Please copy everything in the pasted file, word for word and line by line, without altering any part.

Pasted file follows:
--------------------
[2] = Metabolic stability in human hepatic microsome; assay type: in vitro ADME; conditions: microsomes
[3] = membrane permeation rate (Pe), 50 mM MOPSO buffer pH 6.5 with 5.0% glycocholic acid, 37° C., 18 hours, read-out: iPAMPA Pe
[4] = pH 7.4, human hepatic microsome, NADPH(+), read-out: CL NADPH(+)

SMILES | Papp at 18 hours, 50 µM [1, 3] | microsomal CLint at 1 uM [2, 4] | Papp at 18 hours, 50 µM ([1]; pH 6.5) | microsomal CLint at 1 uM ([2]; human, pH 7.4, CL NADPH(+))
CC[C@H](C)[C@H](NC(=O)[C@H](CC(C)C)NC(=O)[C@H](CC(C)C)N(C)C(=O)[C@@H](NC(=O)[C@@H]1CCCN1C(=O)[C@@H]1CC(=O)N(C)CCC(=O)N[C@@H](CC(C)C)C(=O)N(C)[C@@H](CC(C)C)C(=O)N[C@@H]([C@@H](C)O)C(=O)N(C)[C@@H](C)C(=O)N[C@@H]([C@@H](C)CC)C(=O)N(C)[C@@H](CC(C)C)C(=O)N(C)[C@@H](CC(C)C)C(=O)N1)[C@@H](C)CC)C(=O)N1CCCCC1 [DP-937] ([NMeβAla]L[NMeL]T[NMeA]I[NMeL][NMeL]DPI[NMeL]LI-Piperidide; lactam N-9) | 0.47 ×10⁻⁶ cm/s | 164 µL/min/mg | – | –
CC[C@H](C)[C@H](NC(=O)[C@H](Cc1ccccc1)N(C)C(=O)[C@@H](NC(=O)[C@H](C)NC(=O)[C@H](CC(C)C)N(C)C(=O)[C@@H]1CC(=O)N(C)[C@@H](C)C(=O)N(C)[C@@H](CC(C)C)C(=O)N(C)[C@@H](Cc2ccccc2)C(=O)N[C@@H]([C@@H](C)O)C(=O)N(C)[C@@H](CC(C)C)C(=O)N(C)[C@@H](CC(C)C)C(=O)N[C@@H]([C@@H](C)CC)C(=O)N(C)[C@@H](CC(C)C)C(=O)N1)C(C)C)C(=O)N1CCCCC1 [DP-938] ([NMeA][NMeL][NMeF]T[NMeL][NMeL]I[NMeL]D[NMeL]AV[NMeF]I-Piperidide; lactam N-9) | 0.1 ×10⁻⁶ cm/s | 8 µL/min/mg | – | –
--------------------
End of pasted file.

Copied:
[2] = Metabolic stability in human hepatic microsome; assay type: in vitro ADME; conditions: microsomes
[3] = membrane permeation rate (Pe), 50 mM MOPSO buffer pH 6.5 with 5.0% glycocholic acid, 37° C., 18 hours, read-out: iPAMPA Pe
[4] = pH 7.4, human hepatic microsome, NADPH(+), read-out: CL NADPH(+)

SMILES | Papp at 18 hours, 50 µM [1, 3] | microsomal CLint at 1 uM [2, 4] | Papp at 18 hours, 50 µM ([1]; pH 6.5) | microsomal CLint at 1 uM ([2]; human, pH 7.4, CL NADPH(+))
CC[C@H](C)[C@H](NC(=O)[C@H](CC(C)C)NC(=O)[C@H](CC(C)C)N(C)C(=O)[C@@H](NC(=O)[C@@H]1CCCN1C(=O)[C@@H]1CC(=O)N(C)CCC(=O)N[C@@H](CC(C)C)C(=O)N(C)[C@@H](CC(C)C)C(=O)N[C@@H]([C@@H](C)O)C(=O)N(C)[C@@H](C)C(=O)N[C@@H]([C@@H](C)CC)C(=O)N(C)[C@@H](CC(C)C)C(=O)N(C)[C@@H](CC(C)C)C(=O)N1)[C@@H](C)CC)C(=O)N1CCCCC1 [DP-937] ([NMeβAla]L[NMeL]T[NMeA]I[NMeL][NMeL]DPI[NMeL]LI-Piperidide; lactam N-9) | 0.47 ×10⁻⁶ cm/s | 164 µL/min/mg | – | –
CC[C@H](C)[C@H](NC(=O)[C@H](Cc1ccccc1)N(C)C(=O)[C@@H](NC(=O)[C@H](C)NC(=O)[C@H](CC(C)C)N(C)C(=O)[C@@H]1CC(=O)N(C)[C@@H](C)C(=O)N(C)[C@@H](CC(C)C)C(=O)N(C)[C@@H](Cc2ccccc2)C(=O)N[C@@H]([C@@H](C)O)C(=O)N(C)[C@@H](CC(C)C)C(=O)N(C)[C@@H](CC(C)C)C(=O)N[C@@H]([C@@H](C)CC)C(=O)N(C)[C@@H](CC(C)C)C(=O)N1)C(C)C)C(=O)N1CCCCC1 [DP-938] ([NMeA][NMeL][NMeF]T[NMeL][NMeL]I[NMeL]D[NMeL]AV[NMeF]I-Piperidide; lactam N-9) | 0.1 ×10⁻⁶ cm/s | 8 µL/min/mg | – | –